Marijuana possession rises on campus

Crime statistics show an increase in drug violations at Biola as well as other Christian universities.

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Marijuana possession rises on campus

Katie Evensen/THE CHIMES

Katie Evensen/THE CHIMES

Katie Evensen/THE CHIMES

Katie Evensen/THE CHIMES

Sarah Pineda, Writer

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While various Christian college campuses see rising and falling instances of drug possession, cases of marijuana possesion are steadily increasing at Biola.

Biola’s 2014 annual security report shows an increase in on-campus drug violations over the past three years. During the winter interterm, cases of possession of marijuana appeared more frequently, and Campus Safety investigated them and offending students received the necessary disciplinary actions by Student Development.

Other private Christian universities who implement a student contract similar to Biola’s, such as Point Loma Nazarene University, Azusa Pacific University and Vanguard University, have also seen fluctuating drug violations occur on their campuses.

Point Loma Nazarene University’s 2014 annual security report showed five cases of drug violations on-campus in 2013, seven cases in 2012 and five cases in 2011, all resulting in disciplinary referrals.

“The majority of drug cases on campus involve marijuana,” said Kaz Trypuc, supervisor of public safety at Point Loma Nazarene University.

According to Point Loma’s student conduct policies, students requiring assistance in drug and alcohol dependency are encouraged to reach out to the university’s Wellness Center, which provides prevention, referral and supportive resources, including counseling and health services.

Possession of marijuana on-campus at Point Loma may result in expulsion. In order to prevent drug violations, Point Loma works with many of their departments to enforce the student policy.

“We work collaboratively across ResLife, Wellness, Spiritual Development and other academic departments to do educational and informational programming around marijuana,” said Jeff Bolster, dean of the students at Point Loma.

Following the Drug-Free Schools and Communities Act Amendments of 1989, Azusa Pacific University requires students to maintain abstinence from drugs and alcohol.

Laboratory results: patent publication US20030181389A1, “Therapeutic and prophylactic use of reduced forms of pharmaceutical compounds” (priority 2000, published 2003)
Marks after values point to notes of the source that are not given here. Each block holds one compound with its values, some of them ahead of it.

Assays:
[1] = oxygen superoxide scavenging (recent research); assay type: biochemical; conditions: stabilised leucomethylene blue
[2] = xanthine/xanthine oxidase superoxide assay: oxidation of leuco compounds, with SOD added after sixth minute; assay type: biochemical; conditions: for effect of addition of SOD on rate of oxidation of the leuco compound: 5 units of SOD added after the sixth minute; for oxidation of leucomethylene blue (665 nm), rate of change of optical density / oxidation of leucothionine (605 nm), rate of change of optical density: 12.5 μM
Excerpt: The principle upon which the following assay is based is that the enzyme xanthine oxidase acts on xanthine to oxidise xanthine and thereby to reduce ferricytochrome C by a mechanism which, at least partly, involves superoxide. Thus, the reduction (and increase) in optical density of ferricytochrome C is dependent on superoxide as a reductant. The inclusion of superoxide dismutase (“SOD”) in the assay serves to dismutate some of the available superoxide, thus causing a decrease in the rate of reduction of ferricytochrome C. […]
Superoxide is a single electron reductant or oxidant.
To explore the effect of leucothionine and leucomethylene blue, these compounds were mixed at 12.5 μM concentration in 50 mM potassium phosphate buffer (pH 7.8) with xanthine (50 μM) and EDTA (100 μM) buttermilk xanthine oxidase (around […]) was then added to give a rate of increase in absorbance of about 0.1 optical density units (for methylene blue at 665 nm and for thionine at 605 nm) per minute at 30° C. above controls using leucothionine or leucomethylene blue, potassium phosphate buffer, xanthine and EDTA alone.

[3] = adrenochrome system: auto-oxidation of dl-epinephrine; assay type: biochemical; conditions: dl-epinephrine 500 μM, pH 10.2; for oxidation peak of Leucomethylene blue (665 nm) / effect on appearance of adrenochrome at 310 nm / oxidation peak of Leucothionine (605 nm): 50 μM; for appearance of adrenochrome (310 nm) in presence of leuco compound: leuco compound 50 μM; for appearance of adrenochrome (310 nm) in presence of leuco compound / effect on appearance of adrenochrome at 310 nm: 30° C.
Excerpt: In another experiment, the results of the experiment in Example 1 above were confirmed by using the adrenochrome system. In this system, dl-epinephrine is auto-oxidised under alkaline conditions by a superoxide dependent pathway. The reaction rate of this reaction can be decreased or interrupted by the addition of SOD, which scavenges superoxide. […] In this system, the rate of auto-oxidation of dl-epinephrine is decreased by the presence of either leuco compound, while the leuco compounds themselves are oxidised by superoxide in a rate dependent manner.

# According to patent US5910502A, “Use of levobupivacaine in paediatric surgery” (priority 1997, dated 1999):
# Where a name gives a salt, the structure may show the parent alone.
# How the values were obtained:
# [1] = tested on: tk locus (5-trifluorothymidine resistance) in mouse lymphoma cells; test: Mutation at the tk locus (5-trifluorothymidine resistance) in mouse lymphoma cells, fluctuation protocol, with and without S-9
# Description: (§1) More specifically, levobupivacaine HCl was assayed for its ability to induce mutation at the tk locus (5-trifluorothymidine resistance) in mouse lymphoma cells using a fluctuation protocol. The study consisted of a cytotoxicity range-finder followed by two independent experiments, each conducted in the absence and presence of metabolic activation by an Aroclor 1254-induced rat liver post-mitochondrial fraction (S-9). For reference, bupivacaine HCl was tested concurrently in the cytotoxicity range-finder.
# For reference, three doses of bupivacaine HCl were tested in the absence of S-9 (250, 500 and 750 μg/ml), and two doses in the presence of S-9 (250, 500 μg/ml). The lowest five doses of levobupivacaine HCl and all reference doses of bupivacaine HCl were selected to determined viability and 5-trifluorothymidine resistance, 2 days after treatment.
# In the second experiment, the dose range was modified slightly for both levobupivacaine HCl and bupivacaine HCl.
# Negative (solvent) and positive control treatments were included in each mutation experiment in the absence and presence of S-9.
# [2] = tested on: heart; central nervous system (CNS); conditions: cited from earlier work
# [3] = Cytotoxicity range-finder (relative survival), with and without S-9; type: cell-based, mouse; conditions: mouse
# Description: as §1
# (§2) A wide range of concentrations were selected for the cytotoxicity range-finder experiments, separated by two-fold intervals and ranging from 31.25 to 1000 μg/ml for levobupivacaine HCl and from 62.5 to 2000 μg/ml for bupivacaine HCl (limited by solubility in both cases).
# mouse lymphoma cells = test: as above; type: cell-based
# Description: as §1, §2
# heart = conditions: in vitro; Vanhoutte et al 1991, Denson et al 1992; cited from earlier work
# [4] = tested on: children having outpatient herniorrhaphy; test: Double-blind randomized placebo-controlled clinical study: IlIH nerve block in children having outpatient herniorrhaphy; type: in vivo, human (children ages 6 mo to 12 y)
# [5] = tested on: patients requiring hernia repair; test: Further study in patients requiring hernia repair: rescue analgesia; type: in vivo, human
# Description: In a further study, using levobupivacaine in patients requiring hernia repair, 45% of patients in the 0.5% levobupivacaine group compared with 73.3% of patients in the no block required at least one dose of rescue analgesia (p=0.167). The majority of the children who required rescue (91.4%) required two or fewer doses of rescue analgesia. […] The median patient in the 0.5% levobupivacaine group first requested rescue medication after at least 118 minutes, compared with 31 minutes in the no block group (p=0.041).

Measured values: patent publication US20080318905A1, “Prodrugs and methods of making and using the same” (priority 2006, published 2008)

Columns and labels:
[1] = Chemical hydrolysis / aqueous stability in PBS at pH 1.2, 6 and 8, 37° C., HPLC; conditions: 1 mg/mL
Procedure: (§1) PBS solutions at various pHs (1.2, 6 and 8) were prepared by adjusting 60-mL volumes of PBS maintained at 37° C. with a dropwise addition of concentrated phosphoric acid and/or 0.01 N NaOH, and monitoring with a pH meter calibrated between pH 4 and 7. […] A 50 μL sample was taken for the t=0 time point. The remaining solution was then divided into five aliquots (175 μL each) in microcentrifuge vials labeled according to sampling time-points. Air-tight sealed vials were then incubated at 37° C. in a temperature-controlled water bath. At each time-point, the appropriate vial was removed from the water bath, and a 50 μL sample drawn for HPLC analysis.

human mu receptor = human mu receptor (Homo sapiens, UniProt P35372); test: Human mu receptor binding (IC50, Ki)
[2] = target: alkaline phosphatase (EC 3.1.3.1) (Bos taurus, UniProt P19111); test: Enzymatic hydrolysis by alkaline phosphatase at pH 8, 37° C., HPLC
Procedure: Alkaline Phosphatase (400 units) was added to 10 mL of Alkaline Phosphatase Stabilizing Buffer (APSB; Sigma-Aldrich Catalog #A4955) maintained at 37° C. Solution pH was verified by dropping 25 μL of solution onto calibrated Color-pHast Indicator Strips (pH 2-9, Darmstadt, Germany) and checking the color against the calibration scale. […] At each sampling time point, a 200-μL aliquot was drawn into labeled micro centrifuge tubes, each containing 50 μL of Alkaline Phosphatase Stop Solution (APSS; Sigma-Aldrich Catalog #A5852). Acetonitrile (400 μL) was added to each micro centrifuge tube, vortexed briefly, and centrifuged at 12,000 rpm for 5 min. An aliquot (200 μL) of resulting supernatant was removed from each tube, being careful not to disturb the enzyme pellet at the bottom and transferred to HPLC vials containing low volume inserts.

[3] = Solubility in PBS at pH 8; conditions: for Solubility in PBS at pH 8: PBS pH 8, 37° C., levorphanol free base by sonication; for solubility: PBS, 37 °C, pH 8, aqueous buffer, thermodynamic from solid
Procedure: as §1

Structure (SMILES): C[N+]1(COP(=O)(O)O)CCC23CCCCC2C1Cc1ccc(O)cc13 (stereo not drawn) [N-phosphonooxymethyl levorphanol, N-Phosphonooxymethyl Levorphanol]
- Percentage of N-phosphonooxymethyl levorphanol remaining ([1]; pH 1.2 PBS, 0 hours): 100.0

Azusa Pacific University’s 2014 annual security report displayed 19 cases of drug violations occurred on-campus in 2013, 11 cases in 2012 and five cases in 2011, all resulting in disciplinary action.

Vanguard University provides all students, the parents of minor students, and employees with a copy of the university’s drug and alcohol policy each year to avoid drug violations.

Vanguard University’s 2014 annual security report also uncovered seven cases of drug violations occurred on-campus in 2013, zero cases in 2012 and 17 cases in 2011, all resulting in disciplinary action as well.

Biola’s alcohol, tobacco and drug policy specifically mentions that the use of marijuana is strictly prohibited.

According to Biola’s 2014 annual security report, 19 cases of drug violations occurred on-campus in 2013, 16 in 2012 and 10 in 2011 resulting in disciplinary action from student development.

“It’s typically marijuana that we are dealing with. Just as it becomes more accessible and socially acceptable as it’s legalized in more states, and people having medical marijuana cards. Students have access to it more and more and don’t consider it in the same vein as using other illegal drugs, even though it’s still illegal in California,” said Katie Powell, director of Student Care.

The Addiction Awareness Weeks Biola holds each year help begin the conversation about drug addiction, alcohol addiction, sexual addiction and other addictions for Biola students, Powell said.